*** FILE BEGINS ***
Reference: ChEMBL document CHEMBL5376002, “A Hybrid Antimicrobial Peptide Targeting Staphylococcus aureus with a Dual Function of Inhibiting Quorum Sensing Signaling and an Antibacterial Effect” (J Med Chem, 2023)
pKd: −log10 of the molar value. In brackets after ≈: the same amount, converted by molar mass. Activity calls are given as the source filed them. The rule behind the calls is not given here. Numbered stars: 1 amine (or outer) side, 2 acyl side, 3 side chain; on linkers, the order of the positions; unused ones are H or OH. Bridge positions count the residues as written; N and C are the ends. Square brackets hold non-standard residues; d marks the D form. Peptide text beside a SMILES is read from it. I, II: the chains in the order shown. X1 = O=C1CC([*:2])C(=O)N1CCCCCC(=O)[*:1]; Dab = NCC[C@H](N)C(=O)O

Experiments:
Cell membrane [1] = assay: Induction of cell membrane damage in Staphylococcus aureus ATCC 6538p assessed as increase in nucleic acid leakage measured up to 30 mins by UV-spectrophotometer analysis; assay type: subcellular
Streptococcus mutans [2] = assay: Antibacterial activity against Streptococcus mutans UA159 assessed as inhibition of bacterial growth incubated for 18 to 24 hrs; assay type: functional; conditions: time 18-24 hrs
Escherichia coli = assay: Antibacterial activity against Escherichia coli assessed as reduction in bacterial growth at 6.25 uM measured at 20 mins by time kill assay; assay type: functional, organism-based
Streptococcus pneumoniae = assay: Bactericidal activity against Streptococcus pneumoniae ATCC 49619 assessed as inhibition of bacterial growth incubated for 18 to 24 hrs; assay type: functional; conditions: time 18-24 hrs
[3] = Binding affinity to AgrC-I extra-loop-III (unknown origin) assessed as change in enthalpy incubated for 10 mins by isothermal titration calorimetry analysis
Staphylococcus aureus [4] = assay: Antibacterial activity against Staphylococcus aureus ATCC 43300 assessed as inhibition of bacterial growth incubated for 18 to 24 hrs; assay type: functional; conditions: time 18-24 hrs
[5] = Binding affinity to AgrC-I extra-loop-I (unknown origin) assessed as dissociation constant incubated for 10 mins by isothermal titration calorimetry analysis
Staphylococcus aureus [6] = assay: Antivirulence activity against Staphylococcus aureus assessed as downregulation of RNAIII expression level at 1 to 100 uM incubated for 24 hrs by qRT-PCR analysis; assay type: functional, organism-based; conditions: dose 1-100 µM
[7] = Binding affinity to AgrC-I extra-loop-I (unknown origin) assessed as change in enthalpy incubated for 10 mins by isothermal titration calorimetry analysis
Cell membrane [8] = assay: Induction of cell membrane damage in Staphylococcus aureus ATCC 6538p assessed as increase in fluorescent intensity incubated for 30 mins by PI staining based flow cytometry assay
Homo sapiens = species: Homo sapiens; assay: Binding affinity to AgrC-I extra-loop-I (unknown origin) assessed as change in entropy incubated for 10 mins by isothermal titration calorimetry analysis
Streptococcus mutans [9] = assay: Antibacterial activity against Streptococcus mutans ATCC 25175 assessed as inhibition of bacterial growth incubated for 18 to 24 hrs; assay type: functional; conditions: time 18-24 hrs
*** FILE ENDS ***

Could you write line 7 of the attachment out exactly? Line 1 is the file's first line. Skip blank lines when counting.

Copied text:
Streptococcus pneumoniae = assay: Bactericidal activity against Streptococcus pneumoniae ATCC 49619 assessed as inhibition of bacterial growth incubated for 18 to 24 hrs; assay type: functional; conditions: time 18-24 hrs